At 17, Hilary Hahn astonished the music world with the pure, refined artistry of her debut all-Bach recording. Now, 16 years later, she is doing something even more astonishing: somehow, Hahn is becoming a more interesting musician every year.
That she continues to inspire young fans was evident Thursday evening in Benaroya Hall, where the packed house was unusually full of youthful listeners. They all came to hear Hahn in the Sibelius Violin Concerto, with the Seattle Symphony under the direction of Chinese-born conductor Xian Zhang (based in Europe, Zhang turns 40 this year).
Perhaps one key to Hahn’s success is the fact that her technique is so immaculate, so assured, that she doesn’t have to waste any time thinking about perfecting it — and can concentrate solely on artistry and interpretation. Even in a killer concerto like the Sibelius, the music just flows out of her violin, with octave passages precisely in tune, and scalar passages as symmetrical and even as a string of pearls.
From the tremendous verve of the opening cadenza to the final flourish, Hahn produced beautifully crafted phrases whose speed and accuracy were downright mind-boggling. Her tone, especially in the luscious lower register, is warmer and more focused than ever. On the podium, Zhang not only kept up with the soloist (no easy feat) but also supported her admirably.
- As USS Ranger departs, Navy's cost dilemma takes off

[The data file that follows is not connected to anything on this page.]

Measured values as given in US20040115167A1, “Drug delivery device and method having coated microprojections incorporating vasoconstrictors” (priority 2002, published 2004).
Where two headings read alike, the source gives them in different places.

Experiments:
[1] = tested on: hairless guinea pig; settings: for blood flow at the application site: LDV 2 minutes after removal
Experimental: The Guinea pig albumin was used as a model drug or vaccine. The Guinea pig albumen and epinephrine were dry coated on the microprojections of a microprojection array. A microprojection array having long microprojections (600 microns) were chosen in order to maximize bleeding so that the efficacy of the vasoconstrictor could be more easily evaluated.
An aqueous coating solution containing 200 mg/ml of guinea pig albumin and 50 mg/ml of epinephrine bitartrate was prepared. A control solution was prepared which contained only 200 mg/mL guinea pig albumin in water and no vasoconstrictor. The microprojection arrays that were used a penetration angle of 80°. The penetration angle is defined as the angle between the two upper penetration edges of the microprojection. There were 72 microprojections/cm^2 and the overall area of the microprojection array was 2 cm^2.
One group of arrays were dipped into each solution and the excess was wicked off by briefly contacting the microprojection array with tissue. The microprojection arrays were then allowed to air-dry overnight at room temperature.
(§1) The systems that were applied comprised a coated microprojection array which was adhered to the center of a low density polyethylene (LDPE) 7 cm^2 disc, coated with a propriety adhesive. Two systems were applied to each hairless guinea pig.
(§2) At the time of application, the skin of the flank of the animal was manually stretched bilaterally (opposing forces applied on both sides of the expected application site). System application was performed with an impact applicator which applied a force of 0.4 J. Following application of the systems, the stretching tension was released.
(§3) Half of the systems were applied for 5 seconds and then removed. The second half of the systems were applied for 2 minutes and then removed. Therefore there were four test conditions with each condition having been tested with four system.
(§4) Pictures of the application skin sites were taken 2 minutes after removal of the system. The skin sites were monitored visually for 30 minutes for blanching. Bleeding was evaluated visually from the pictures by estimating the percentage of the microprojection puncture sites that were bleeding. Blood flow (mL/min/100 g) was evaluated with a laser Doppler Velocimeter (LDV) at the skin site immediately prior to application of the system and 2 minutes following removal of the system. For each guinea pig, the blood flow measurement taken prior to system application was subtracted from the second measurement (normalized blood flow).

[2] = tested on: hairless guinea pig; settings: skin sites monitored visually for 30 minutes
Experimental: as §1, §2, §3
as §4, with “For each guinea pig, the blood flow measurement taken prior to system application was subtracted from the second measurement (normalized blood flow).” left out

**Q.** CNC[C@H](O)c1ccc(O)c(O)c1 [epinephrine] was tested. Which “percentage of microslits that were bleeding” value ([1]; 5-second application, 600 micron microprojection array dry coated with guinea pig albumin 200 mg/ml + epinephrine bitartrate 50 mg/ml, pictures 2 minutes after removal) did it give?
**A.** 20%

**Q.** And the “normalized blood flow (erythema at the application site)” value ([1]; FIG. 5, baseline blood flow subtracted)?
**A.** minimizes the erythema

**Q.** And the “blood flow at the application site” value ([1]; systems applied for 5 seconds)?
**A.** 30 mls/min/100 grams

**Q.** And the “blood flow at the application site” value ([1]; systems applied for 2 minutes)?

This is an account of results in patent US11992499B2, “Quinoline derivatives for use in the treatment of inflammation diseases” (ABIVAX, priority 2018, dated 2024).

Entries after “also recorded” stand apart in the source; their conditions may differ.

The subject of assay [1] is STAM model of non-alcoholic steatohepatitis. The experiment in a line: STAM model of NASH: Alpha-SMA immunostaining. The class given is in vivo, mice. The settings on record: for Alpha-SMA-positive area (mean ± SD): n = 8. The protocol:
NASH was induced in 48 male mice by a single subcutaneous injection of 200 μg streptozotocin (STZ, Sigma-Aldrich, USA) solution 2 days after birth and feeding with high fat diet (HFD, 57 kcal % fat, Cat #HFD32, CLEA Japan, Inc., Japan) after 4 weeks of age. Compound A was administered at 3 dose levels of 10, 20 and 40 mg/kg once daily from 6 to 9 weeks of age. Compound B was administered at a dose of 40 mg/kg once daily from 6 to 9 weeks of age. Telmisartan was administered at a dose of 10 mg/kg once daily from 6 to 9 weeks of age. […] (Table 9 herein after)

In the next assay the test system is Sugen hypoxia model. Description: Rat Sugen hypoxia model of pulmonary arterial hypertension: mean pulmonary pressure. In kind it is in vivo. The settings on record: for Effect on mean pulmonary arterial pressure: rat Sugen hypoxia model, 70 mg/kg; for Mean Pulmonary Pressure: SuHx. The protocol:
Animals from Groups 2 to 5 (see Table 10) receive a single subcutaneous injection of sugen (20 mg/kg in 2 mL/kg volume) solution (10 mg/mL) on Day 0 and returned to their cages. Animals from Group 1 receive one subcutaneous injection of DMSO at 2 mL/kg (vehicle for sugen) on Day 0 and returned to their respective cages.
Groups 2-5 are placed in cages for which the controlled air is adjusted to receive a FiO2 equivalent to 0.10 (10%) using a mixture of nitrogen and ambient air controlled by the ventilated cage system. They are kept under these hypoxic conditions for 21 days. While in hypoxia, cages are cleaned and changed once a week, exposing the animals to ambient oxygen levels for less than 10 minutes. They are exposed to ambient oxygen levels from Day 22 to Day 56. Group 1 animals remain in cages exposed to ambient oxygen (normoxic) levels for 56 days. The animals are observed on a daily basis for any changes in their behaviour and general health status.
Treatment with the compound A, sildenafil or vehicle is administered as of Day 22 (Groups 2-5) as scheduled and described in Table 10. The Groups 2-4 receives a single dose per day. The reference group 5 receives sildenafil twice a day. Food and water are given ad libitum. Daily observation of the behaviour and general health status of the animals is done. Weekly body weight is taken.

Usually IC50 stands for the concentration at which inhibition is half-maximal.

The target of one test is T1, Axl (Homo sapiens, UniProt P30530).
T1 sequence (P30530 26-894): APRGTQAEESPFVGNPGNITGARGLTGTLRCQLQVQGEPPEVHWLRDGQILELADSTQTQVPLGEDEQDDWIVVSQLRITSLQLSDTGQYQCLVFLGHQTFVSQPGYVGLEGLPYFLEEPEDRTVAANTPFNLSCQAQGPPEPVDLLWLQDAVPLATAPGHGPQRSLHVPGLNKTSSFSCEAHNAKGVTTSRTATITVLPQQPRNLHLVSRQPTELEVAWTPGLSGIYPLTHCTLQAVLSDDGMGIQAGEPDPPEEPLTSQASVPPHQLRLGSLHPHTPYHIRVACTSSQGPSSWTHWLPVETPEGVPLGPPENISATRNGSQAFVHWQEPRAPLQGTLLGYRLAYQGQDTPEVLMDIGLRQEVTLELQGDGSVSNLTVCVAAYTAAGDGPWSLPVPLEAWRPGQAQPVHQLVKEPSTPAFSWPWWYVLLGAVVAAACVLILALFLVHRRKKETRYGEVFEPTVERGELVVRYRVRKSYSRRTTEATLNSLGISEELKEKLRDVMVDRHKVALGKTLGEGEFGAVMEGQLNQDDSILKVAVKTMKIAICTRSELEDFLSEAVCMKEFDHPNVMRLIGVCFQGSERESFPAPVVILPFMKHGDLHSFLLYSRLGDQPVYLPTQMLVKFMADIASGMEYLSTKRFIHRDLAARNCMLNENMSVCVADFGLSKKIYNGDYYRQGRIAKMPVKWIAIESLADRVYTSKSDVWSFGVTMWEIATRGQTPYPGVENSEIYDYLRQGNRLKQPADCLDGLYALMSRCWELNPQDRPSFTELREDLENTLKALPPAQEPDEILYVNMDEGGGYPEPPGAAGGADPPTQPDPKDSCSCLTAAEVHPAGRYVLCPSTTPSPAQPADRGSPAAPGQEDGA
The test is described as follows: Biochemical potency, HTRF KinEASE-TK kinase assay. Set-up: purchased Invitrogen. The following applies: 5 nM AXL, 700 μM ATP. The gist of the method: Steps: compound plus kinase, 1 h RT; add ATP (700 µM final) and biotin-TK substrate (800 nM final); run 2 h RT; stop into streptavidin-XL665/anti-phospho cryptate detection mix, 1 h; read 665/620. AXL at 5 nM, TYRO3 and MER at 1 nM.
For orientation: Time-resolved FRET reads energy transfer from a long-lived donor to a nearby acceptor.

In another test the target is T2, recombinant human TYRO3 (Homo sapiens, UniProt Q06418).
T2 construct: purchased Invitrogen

- Seahawks courting a pair of cornerbacks as free agency looms
- UW tops new list of best western universities
- Seattle's micro-housing boom offers an affordable alternative
- Live updates from the state boys basketball tournament
Most Read Stories
The audience rose for an ovation at the end, applauding at such length that Hahn returned to the stage for an encore: the Gigue from Bach’s solo Partita No. 3 in E Major. This was one of the works on Hahn’s debut recording — even stronger, subtler and more elemental now, in midcareer.
Zhang opened the program with a rousing account of Sibelius’ tuneful “Karelia” Overture, launching the music forward with vigorous, choppy gestures. Following the concerto, the second half was an interesting pairing: the U.S. premiere of Pascal Zavaro’s “La Bataille de San Romano,” and Beethoven’s ever-popular Symphony No. 7. Zavaro was in the audience for the performance of his piece (co-commissioned by the Seattle Symphony and the Orchestre National de France, and inspired by a triptych by painter Paolo Uccello), and got a warm audience response for the colorful, propulsive new work.
Tiny but authoritative, Zhang led the Beethoven Seventh with considerable energy and a kinetic technique — lots of stirring, pointed gestures that inspired a big, warm sound (particularly in the second movement) and a fair degree of precision, except for some out-of-tune moments. Despite the absence of five principal players (concertmaster, second violin, cello, horn, and oboe), the orchestra rose to this complex and challenging program with considerable alacrity.
And there’s more: in addition to Saturday’s repeat performance, Zhang and the Symphony will reprise the overture and the Beethoven symphony at 7 p.m. Friday in the “Untuxed” series, and later that night the “(untitled)” series will offer five new chamber works, three of them by Seattle Symphony players.
Melinda Bargreen also reviews concerts for 98.1 Classical KING FM. She can be reached at email@example.com.